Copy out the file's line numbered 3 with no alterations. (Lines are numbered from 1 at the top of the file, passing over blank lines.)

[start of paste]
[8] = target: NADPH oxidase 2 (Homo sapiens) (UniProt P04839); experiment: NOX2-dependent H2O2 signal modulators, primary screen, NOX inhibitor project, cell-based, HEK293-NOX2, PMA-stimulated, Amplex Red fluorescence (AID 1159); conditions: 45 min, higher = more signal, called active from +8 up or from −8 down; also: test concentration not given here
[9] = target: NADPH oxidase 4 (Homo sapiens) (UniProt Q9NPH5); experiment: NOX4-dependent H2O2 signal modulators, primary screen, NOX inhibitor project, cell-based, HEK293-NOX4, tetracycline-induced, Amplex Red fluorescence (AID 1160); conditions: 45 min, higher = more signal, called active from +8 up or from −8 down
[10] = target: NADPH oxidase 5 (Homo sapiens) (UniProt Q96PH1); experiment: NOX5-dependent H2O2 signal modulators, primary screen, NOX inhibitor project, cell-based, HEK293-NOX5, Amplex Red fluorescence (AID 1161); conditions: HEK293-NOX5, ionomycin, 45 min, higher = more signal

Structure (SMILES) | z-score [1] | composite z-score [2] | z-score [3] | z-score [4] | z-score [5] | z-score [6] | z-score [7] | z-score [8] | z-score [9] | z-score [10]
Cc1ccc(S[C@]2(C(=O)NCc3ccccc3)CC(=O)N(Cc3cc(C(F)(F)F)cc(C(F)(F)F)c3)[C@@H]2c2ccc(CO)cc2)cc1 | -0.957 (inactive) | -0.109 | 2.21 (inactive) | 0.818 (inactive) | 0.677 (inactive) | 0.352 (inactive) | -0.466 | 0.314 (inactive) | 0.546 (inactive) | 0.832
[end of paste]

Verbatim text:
[10] = target: NADPH oxidase 5 (Homo sapiens) (UniProt Q96PH1); experiment: NOX5-dependent H2O2 signal modulators, primary screen, NOX inhibitor project, cell-based, HEK293-NOX5, Amplex Red fluorescence (AID 1161); conditions: HEK293-NOX5, ionomycin, 45 min, higher = more signal